ABSTRACT. We use a dynamic factor model proposed by Stock and Watson [1998, 1999, 2002a,b] to forecast Colombian inflation. The model includes 92 monthly series observed over the period 1999:01-2008:06. The results show that for short-run horizons, factor model forecasts significantly outperformed the auto-regressive benchmark model in terms of the root mean squared forecast error statistic.
  • Do Forecasters Inform or Reassure? : Evaluation of the German Real-Time Data
    Date: 2009
    By: Konstantin A. Kholodilin
    Boriss Siliverstovs
    The paper evaluates the quality of the German national accounting data (GDP and its use-side components) as measured by the magnitude and dispersion of the forecast/ revision errors. It is demonstrated that government consumption series are the least reliable, whereas real GDP and real private consumption data are the most reliable. In addition, early forecasts of GDP, private consumption, and investment growth rates are shown to be systematically upward biased. Finally, early forecasts of all the variables seem to be no more accurate than naïve forecasts based on the historical mean of the final data.
    Keywords: Quality of statistical data, real-time data, signal-to-noise ratio, forecasts, revisions
    JEL: C53 C89
  • Macroeconomic Factors and Oil Futures Prices: A Data-Rich Model
    Date: 2009-02-10
    By: Zagaglia, Paolo (Dept. of Economics, Stockholm University)
    I study the dynamics of oil futures prices in the NYMEX using a large panel dataset that includes global macroeconomic indicators, financial market indices, quantities and prices of energy products. I extract common factors from these series and estimate a Factor-Augmented Vector Autoregression for the maturity structure of oil futures prices. I find that latent factors generate information that, once combined with that of the yields, improves the forecasting performance for oil prices. Furthermore, I show that a factor correlated to purely financial developments contributes to the model performance, in addition to factors related to energy quantities and prices.
    Keywords: Crude Oil; Futures Markets; Factor Models
    JEL: C53 D51 E52
  • Report AIECE Working Group on Foreign Trade Autumn 2008
    Date: 2008-12
    By: Gerard van Welzenis
    The financial crisis is still spreading and deepening and is making inroads on the real economy. Forecasting is always "work in progres" but the exceptional situation today makes it feel like shooting at a moving target from a ship on the high seas. The forecasts of the Working Group were prepared at the beginning of October, starting off from data supplied by member institutes, prepared somewhere in the third quarter. We already took the liberty during our meeting to make bigger than usual adjustments to these national trade forecasts, to get closer to the rapidly deteriorating situation in the world economy. But it is clear that our efforts fell short of what we are experiencing today. <br> Given the uncertainties, the Working Group did not think it opportune to prepare a completely new detailed trade forecast. Instead we present the data prepared early October, which already incorporate strong downward shifts in! the overall outlook, but give ample attention to the current trends and risks. We also provide a model simulation estimating the possible effects on trade variables of the rapidly declining short-term growth outlook for the world economy, the weaker euro and the lower oil and other commodity prices. In the original forecast, world trade growth decelerated from 7.4% in 2007 via 5.0% in 2008 to 2.5% next year. The simulation suggests that world trade levels might actually decline in 2009.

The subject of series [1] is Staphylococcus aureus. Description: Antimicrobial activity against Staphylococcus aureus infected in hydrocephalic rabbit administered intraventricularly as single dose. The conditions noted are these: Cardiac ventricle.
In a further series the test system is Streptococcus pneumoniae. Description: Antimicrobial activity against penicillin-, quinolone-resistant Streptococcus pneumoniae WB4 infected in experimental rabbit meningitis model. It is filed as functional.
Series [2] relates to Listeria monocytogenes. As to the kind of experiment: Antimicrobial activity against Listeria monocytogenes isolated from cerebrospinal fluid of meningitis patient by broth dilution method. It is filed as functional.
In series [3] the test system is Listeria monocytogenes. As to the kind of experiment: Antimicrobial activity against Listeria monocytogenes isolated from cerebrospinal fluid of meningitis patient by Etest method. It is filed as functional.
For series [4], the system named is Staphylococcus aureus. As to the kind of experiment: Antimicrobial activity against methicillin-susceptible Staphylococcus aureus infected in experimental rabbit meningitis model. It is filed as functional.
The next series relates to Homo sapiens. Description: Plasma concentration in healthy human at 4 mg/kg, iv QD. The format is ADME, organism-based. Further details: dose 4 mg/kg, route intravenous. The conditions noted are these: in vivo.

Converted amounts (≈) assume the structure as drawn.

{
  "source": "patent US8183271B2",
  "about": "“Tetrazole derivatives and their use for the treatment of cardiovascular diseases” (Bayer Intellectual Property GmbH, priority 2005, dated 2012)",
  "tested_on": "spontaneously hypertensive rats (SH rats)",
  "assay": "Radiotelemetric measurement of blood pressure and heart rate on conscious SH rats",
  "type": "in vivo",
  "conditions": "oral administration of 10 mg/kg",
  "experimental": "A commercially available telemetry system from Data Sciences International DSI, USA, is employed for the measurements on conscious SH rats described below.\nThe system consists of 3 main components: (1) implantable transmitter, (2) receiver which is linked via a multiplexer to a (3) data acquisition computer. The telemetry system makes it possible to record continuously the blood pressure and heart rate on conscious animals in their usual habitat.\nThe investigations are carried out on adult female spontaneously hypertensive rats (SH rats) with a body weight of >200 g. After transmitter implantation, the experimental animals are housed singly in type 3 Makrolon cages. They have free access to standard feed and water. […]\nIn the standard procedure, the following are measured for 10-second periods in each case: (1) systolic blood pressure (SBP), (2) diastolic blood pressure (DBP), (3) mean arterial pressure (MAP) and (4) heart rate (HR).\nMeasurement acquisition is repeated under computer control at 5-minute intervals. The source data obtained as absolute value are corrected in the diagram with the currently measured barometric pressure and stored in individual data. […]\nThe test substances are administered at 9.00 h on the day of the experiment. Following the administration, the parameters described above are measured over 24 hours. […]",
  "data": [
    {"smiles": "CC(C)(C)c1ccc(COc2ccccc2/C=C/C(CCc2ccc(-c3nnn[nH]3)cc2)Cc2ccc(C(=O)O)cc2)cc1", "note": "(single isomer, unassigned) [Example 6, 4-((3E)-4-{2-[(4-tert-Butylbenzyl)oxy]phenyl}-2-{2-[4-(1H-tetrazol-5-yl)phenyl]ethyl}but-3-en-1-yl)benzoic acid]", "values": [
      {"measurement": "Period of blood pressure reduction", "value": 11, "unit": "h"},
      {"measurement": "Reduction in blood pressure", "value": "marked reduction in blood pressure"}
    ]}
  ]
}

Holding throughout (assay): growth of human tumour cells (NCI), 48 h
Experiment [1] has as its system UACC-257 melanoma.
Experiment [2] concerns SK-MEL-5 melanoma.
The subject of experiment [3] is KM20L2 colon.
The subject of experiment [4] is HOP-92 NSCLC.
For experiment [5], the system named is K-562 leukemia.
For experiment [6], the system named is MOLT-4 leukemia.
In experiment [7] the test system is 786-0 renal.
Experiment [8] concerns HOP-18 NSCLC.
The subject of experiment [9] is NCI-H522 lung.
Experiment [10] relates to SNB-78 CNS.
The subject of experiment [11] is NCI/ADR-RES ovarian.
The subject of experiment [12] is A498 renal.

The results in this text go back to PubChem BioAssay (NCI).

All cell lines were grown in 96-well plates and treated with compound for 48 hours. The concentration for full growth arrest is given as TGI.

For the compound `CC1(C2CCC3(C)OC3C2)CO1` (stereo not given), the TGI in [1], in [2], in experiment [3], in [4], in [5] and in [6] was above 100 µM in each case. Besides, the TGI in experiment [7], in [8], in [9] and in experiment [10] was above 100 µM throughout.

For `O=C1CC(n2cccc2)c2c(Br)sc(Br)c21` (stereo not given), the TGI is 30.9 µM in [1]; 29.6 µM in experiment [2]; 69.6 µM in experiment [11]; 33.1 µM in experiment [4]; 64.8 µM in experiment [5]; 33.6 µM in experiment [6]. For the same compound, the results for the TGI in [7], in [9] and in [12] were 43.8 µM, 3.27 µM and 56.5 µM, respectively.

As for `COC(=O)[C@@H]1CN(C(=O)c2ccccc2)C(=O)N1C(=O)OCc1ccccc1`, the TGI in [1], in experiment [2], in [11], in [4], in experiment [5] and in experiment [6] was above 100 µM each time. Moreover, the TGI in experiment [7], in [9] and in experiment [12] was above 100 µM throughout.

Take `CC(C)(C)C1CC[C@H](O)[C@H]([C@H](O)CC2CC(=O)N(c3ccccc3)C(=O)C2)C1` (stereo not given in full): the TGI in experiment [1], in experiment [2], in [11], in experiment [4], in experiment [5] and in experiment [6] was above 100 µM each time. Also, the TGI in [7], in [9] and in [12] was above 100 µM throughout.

Keywords: International trade; forecast
  • Model selection, estimation and forecasting in VAR models with short-run and long-run restrictions
    Date: 2009-02-05
    By: Athanasopoulos, George
    Issler, João Victor
    Guillén, Osmani Teixeira de Carvalho
    Farshid, Vahid
    We study the joint determination of the lag length, the dimension of the cointegrating space and the rank of the matrix of short-run parameters of a vector autoregressive (VAR) model using model selection criteria. We consider model selection criteria which have data-dependent penalties for a lack of parsimony, as well as the traditional ones. We suggest a new procedure which is a hybrid of traditional criteria and criteria with data-dependant penalties. In order to compute the fit of each model, we propose an iterative procedure to compute the maximum likelihood estimates of parameters of a VAR model with short-run and long-run restrictions. Our Monte Carlo simulations measure the improvements in forecasting accuracy that can arise from the joint determination of lag-length and rank, relative to the commonly used procedure of selecting the lag-length only and then testing for cointegration.
  • Taken from the NEP-FOR mailing list edited by Rob Hyndman.